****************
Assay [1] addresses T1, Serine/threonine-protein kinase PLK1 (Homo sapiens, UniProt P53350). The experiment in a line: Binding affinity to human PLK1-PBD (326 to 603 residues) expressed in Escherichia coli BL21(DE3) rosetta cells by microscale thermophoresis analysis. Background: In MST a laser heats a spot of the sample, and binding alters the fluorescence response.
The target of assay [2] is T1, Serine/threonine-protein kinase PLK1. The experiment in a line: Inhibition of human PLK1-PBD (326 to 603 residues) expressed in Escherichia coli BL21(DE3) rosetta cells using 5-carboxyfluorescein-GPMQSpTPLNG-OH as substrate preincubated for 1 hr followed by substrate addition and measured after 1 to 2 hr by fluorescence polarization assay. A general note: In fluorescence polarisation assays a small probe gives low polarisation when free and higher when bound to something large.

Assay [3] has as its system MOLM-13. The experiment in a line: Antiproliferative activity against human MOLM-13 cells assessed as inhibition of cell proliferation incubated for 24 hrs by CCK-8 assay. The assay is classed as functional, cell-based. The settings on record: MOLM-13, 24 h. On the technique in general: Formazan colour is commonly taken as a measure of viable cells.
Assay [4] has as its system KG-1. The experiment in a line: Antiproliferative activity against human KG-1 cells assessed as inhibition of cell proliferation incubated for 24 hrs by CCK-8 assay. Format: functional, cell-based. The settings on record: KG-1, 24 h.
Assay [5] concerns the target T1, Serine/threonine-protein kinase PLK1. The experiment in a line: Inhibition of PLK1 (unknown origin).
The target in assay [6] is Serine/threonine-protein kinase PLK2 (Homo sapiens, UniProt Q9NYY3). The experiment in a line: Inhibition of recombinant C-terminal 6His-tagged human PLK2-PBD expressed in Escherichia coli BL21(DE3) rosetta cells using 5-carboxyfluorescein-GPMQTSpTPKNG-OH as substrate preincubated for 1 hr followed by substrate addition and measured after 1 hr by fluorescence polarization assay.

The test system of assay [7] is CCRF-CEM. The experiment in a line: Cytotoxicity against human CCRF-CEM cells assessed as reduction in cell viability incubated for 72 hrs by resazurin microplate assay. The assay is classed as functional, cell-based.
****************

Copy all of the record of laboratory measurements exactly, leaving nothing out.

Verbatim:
Assay [1] addresses T1, Serine/threonine-protein kinase PLK1 (Homo sapiens, UniProt P53350). The experiment in a line: Binding affinity to human PLK1-PBD (326 to 603 residues) expressed in Escherichia coli BL21(DE3) rosetta cells by microscale thermophoresis analysis. Background: In MST a laser heats a spot of the sample, and binding alters the fluorescence response.
The target of assay [2] is T1, Serine/threonine-protein kinase PLK1. The experiment in a line: Inhibition of human PLK1-PBD (326 to 603 residues) expressed in Escherichia coli BL21(DE3) rosetta cells using 5-carboxyfluorescein-GPMQSpTPLNG-OH as substrate preincubated for 1 hr followed by substrate addition and measured after 1 to 2 hr by fluorescence polarization assay. A general note: In fluorescence polarisation assays a small probe gives low polarisation when free and higher when bound to something large.

Assay [3] has as its system MOLM-13. The experiment in a line: Antiproliferative activity against human MOLM-13 cells assessed as inhibition of cell proliferation incubated for 24 hrs by CCK-8 assay. The assay is classed as functional, cell-based. The settings on record: MOLM-13, 24 h. On the technique in general: Formazan colour is commonly taken as a measure of viable cells.
Assay [4] has as its system KG-1. The experiment in a line: Antiproliferative activity against human KG-1 cells assessed as inhibition of cell proliferation incubated for 24 hrs by CCK-8 assay. Format: functional, cell-based. The settings on record: KG-1, 24 h.
Assay [5] concerns the target T1, Serine/threonine-protein kinase PLK1. The experiment in a line: Inhibition of PLK1 (unknown origin).
The target in assay [6] is Serine/threonine-protein kinase PLK2 (Homo sapiens, UniProt Q9NYY3). The experiment in a line: Inhibition of recombinant C-terminal 6His-tagged human PLK2-PBD expressed in Escherichia coli BL21(DE3) rosetta cells using 5-carboxyfluorescein-GPMQTSpTPKNG-OH as substrate preincubated for 1 hr followed by substrate addition and measured after 1 hr by fluorescence polarization assay.

The test system of assay [7] is CCRF-CEM. The experiment in a line: Cytotoxicity against human CCRF-CEM cells assessed as reduction in cell viability incubated for 72 hrs by resazurin microplate assay. The assay is classed as functional, cell-based.